In my head, if a man has all of the feminine traits and none of the masculine traits then that means all of exactly nothing. He isn't less male, he isn't more female, he just happens to not have the traits that most men do.
      Last edited by Maeni; 02-11-2015 at 07:17 PM. Reason: nevermind i figured the last bit out
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      Okay, I think I grasped a new concept that helps all of this make more sense to me.

      Masculinity and femininity are different things altogether from gender identity although they can interact.

      For example, a man can have all attributes normally considered womanly: caring, intuitive, verbal an no attributes considered manly: confidant, dominant, logical. But still feel very much like a man. Or he could have "manly" attributes and feel like a woman. So, the feeling itself, doesn't have to do with whether you identify your personality to man or woman stereotypes, but simply, what gender you feel you are, possibly because of brain structure, etc. Anything is possible.
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    10. #10
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      Quote Originally Posted by Occipitalred View Post
      Okay, I think I grasped a new concept that helps all of this make more sense to me.

      Masculinity and femininity are different things altogether from gender identity although they can interact.

      For example, a man can have all attributes normally considered womanly: caring, intuitive, verbal an no attributes considered manly: confidant, dominant, logical. But still feel very much like a man. Or he could have "manly" attributes and feel like a woman. So, the feeling itself, doesn't have to do with whether you identify your personality to man or woman stereotypes, but simply, what gender you feel you are, possibly because of brain structure, etc. Anything is possible.
      That's it in a nutshell. Traits and expression don't define someone's gender, no matter the stereotypes.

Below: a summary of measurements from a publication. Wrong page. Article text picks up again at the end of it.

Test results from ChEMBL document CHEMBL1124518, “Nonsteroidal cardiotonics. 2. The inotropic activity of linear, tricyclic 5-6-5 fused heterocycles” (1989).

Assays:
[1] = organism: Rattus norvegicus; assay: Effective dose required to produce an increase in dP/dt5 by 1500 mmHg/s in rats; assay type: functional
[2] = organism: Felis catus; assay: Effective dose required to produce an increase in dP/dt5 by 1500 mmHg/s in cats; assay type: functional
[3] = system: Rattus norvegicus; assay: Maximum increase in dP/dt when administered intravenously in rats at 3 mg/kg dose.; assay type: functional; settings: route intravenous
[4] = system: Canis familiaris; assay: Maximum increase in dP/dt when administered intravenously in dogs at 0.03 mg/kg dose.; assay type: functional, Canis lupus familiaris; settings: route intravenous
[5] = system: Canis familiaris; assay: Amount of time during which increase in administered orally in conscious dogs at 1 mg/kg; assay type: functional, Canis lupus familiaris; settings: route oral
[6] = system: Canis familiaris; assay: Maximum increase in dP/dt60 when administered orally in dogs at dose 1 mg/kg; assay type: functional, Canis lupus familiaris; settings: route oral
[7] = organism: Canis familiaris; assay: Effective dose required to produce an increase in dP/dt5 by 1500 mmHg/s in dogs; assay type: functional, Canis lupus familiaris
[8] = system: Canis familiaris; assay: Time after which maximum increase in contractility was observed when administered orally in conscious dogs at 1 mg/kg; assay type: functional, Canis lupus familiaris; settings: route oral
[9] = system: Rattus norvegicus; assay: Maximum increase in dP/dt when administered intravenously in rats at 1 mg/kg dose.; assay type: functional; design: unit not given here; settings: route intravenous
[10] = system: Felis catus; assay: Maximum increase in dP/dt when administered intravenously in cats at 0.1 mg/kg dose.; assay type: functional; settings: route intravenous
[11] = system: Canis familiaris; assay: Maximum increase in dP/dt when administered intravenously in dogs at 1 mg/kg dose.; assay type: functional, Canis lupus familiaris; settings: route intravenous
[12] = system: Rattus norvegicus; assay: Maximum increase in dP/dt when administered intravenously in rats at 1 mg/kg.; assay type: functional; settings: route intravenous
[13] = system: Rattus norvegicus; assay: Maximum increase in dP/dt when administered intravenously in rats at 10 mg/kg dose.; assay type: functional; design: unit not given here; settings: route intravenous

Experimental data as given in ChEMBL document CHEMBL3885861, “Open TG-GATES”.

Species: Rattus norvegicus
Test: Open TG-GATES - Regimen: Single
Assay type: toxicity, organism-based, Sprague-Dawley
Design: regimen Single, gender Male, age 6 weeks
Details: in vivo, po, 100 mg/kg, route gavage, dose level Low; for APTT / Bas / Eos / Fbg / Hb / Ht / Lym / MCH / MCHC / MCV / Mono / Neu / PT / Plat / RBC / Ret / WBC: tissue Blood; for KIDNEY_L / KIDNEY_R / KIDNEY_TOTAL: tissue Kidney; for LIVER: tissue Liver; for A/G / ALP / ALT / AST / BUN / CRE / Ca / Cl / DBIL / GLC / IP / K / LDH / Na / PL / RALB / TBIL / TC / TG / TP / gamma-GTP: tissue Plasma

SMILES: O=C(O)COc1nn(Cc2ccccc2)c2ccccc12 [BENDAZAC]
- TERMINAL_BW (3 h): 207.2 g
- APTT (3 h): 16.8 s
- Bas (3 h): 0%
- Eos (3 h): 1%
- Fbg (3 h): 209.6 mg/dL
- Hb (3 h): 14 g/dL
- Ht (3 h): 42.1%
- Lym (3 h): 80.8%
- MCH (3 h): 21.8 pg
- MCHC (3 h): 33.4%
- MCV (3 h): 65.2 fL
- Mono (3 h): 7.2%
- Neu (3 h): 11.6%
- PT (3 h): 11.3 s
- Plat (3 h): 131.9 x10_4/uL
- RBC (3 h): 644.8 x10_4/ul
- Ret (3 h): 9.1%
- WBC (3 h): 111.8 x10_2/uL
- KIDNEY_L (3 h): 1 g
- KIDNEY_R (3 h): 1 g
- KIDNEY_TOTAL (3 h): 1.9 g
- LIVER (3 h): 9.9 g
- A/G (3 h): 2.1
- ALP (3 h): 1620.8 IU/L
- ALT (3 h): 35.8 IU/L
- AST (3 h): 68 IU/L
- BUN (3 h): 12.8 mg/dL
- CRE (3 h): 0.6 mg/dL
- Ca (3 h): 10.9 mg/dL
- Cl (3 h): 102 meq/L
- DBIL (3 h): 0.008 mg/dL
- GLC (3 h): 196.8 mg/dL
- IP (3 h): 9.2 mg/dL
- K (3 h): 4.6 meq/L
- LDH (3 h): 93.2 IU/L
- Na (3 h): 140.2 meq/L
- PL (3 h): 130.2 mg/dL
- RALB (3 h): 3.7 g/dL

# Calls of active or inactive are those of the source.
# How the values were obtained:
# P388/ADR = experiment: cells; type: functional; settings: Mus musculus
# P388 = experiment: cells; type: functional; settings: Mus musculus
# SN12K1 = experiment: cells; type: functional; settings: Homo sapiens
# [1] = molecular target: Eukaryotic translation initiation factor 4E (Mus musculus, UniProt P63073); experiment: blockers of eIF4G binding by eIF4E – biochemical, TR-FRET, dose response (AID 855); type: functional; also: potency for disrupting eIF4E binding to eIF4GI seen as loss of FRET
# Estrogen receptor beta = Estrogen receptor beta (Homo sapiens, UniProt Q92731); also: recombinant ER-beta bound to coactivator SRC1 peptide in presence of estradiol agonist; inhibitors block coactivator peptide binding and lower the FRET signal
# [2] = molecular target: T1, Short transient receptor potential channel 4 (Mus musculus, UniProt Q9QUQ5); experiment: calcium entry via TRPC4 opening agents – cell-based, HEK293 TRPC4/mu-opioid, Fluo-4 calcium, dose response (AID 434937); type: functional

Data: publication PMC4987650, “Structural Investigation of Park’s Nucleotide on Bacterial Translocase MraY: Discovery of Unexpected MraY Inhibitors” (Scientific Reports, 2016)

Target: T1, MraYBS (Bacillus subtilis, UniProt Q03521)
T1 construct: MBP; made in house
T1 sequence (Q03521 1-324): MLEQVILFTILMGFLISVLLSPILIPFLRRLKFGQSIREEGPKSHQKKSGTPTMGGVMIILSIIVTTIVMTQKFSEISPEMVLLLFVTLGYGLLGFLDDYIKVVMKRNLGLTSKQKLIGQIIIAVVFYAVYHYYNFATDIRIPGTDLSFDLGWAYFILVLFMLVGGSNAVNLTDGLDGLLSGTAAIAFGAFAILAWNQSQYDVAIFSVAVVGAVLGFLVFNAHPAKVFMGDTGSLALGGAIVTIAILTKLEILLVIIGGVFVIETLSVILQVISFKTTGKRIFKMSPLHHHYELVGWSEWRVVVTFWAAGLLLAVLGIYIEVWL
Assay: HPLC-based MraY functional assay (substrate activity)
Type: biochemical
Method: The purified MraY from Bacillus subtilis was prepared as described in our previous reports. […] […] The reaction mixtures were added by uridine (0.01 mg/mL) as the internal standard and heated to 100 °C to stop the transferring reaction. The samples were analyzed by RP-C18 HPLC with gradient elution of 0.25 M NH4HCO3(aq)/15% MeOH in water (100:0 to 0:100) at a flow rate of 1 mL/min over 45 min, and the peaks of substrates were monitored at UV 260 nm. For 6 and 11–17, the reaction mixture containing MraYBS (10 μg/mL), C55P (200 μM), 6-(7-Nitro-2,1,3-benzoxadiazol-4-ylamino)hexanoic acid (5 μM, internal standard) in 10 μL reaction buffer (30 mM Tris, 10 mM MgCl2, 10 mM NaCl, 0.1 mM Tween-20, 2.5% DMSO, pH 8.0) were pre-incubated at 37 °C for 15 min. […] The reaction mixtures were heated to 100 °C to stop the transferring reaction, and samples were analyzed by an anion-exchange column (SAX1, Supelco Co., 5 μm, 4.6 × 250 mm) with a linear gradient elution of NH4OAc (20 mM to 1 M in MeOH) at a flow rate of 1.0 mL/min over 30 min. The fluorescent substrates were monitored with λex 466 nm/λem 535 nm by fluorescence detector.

Quote Originally Posted by Laurelindo View Post
      I mean, if we were so similar then why do heterosexual men always have such problems understanding women?
      Growing up, I always thought this was a just an overused trope; it blew my mind when I first learned people legitimately have this problem. XP
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    11. #11
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      I know none of these were questions, but I figured I'd delve into each of these points a bit for everyone following along at home. Just for funsies.

      Quote Originally Posted by Laurelindo View Post
      I think that there are certain natural differences between men and women.
      No arguments here. The primary differentiating factor being brain structure more than anything else.

      Quote Originally Posted by Laurelindo View Post
      From a historical perspective, men have been the hunters since men in general are physically stronger, and this is probably also the reason why men in general are often considered more competitive.
      Yep, males of sound body were often put into such roles way back when clothes were barely a thing--their strength afforded to them by larger quantities of testosterone (which plays a pivotal role in increasing muscle mass).

      Of course, to suggest that this is the source of that modern masculine stereotype seems a bit off to me.

      I mean, you've seen Mean Girls, right? =P


      Quote Originally Posted by Laurelindo View Post
      You can see this behaviour among many animal species as well, it's very often the males who try to impress the females, often by fighting each other.
      Human mating patterns and social structures are a bit more complicated than that, lol. I suspect you're only looking at things from a male perspective here, which is understandable, but--when it comes to dating--posturing and what have you most definitely occurs on the opposite end of the spectrum too.

      Quote Originally Posted by Laurelindo View Post
      Similarly, women are probably considered more "caring" because they bear their children for 9 months and have to invest all their energy on that specific child, whereas men are more wired to spread their genes as much as possible.